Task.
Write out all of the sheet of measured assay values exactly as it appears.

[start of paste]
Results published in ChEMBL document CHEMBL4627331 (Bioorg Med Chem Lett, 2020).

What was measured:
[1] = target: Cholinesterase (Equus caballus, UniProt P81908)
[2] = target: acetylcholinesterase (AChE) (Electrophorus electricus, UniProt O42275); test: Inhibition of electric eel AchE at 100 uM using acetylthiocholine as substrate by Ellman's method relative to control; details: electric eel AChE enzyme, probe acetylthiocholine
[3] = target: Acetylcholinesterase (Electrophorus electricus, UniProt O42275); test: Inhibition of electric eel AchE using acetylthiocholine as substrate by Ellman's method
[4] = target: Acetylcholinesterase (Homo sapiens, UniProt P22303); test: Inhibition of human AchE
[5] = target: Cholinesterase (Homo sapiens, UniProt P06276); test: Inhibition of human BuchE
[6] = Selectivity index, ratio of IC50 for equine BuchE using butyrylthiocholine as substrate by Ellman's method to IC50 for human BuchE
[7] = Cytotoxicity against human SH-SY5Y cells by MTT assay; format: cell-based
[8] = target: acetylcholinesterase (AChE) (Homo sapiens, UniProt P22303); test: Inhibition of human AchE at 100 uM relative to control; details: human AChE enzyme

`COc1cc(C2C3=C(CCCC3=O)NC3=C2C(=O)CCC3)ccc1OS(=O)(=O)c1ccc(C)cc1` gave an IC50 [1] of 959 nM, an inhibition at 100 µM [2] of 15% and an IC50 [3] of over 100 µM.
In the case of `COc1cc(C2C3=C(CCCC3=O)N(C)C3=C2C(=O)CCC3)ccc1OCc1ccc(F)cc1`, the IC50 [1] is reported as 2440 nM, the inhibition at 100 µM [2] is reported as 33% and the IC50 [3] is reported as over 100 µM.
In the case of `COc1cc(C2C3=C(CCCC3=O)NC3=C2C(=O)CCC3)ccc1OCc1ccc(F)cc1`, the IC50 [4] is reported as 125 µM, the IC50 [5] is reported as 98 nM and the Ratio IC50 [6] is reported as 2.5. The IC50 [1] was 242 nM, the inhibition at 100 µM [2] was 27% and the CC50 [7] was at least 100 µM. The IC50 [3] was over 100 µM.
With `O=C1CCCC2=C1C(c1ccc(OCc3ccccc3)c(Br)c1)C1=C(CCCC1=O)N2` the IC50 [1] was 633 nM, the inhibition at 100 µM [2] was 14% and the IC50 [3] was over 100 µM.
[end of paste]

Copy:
Results published in ChEMBL document CHEMBL4627331 (Bioorg Med Chem Lett, 2020).

What was measured:
[1] = target: Cholinesterase (Equus caballus, UniProt P81908)
[2] = target: acetylcholinesterase (AChE) (Electrophorus electricus, UniProt O42275); test: Inhibition of electric eel AchE at 100 uM using acetylthiocholine as substrate by Ellman's method relative to control; details: electric eel AChE enzyme, probe acetylthiocholine
[3] = target: Acetylcholinesterase (Electrophorus electricus, UniProt O42275); test: Inhibition of electric eel AchE using acetylthiocholine as substrate by Ellman's method
[4] = target: Acetylcholinesterase (Homo sapiens, UniProt P22303); test: Inhibition of human AchE
[5] = target: Cholinesterase (Homo sapiens, UniProt P06276); test: Inhibition of human BuchE
[6] = Selectivity index, ratio of IC50 for equine BuchE using butyrylthiocholine as substrate by Ellman's method to IC50 for human BuchE
[7] = Cytotoxicity against human SH-SY5Y cells by MTT assay; format: cell-based
[8] = target: acetylcholinesterase (AChE) (Homo sapiens, UniProt P22303); test: Inhibition of human AchE at 100 uM relative to control; details: human AChE enzyme

`COc1cc(C2C3=C(CCCC3=O)NC3=C2C(=O)CCC3)ccc1OS(=O)(=O)c1ccc(C)cc1` gave an IC50 [1] of 959 nM, an inhibition at 100 µM [2] of 15% and an IC50 [3] of over 100 µM.
In the case of `COc1cc(C2C3=C(CCCC3=O)N(C)C3=C2C(=O)CCC3)ccc1OCc1ccc(F)cc1`, the IC50 [1] is reported as 2440 nM, the inhibition at 100 µM [2] is reported as 33% and the IC50 [3] is reported as over 100 µM.
In the case of `COc1cc(C2C3=C(CCCC3=O)NC3=C2C(=O)CCC3)ccc1OCc1ccc(F)cc1`, the IC50 [4] is reported as 125 µM, the IC50 [5] is reported as 98 nM and the Ratio IC50 [6] is reported as 2.5. The IC50 [1] was 242 nM, the inhibition at 100 µM [2] was 27% and the CC50 [7] was at least 100 µM. The IC50 [3] was over 100 µM.
With `O=C1CCCC2=C1C(c1ccc(OCc3ccccc3)c(Br)c1)C1=C(CCCC1=O)N2` the IC50 [1] was 633 nM, the inhibition at 100 µM [2] was 14% and the IC50 [3] was over 100 µM.